Monday, December 29, 2014

Deaf-Blind Photography? Tactile Photos!

I am very sorry for the severe delay in updating the blog. (Ah, the holidays! Family, travel, cancelled flights…) This is a short little video that I think is super cool and easily digestible. I wouldn't want to shock anyone out of their seasonal lethargy with a huge block of text! (Was that excuse too transparent…?)

Anyway, here is what the filmmakers have to say about Brenden Borrellini, the man featured in the video below:

"Brenden Borrellini was born completely deaf and with limited sight that developed into complete blindness. His disability presented many obstacles for him growing up but with a lot of hard work and help from the Special Education Unit at the Cavendish Road State School in Brisbane, he became the first deaf and blind student to finish his high school education and to attend University.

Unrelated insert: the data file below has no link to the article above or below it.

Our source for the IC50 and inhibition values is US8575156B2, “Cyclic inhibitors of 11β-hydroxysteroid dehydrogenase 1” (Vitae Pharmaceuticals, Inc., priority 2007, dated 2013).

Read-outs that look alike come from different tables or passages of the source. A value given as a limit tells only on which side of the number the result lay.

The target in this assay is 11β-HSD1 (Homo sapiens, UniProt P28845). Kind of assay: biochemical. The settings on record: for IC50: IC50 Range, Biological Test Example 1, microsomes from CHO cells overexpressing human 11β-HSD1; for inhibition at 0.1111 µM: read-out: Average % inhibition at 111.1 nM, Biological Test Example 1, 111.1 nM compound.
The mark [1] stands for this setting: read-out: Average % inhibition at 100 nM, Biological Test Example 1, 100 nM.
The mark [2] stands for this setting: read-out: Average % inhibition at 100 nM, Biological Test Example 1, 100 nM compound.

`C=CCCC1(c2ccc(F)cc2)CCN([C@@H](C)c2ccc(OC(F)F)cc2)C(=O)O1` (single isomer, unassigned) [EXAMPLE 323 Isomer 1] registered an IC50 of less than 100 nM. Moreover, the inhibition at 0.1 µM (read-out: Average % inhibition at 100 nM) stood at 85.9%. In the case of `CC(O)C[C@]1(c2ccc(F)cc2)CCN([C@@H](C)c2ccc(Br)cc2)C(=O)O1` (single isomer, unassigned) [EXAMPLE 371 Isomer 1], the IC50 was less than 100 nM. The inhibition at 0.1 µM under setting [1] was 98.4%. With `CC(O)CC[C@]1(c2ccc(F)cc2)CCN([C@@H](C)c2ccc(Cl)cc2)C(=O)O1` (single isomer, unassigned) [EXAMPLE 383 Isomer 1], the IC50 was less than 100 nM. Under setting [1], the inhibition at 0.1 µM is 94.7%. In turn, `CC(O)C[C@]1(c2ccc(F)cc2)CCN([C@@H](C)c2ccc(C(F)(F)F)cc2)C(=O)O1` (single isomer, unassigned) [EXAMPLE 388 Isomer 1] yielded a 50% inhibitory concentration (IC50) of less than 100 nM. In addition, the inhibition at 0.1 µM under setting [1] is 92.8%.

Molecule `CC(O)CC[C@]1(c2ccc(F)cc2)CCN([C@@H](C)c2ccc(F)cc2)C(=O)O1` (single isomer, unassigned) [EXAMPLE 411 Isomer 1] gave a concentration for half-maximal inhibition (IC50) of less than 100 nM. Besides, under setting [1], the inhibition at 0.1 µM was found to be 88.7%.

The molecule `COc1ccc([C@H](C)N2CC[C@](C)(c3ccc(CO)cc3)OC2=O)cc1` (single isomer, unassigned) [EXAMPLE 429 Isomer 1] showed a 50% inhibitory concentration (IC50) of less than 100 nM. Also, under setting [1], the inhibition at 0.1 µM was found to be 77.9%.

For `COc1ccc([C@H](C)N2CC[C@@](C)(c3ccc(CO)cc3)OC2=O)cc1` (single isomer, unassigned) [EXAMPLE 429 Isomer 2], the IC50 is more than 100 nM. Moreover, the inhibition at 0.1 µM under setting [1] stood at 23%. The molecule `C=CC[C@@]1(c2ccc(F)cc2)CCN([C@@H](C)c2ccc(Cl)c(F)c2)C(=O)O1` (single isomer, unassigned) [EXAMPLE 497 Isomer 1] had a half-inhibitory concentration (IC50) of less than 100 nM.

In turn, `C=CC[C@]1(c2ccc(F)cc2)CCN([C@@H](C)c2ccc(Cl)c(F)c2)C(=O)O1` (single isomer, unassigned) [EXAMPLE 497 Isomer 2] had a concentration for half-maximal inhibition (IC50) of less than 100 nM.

In 1989 he was nationally recognised and won the young Australian of the Year award for his academic achievements. But Brenden didn't stop there.
It was after moving from Brisbane to Mackay that Brenden met Steve Mayer-Miller, Artistic Director for Crossroad Arts, a local organisation that develops opportunities for people with a disability to access and participate in the arts. 
Steve says that the whole idea of photography for somebody who is deaf and blind was completely new to him. He had worked with deaf people before and blind people before but the combination of the disabilities was uncharted territory. 
After showing Brenden the buttons on the camera he very quickly took the initiative and started taking pictures.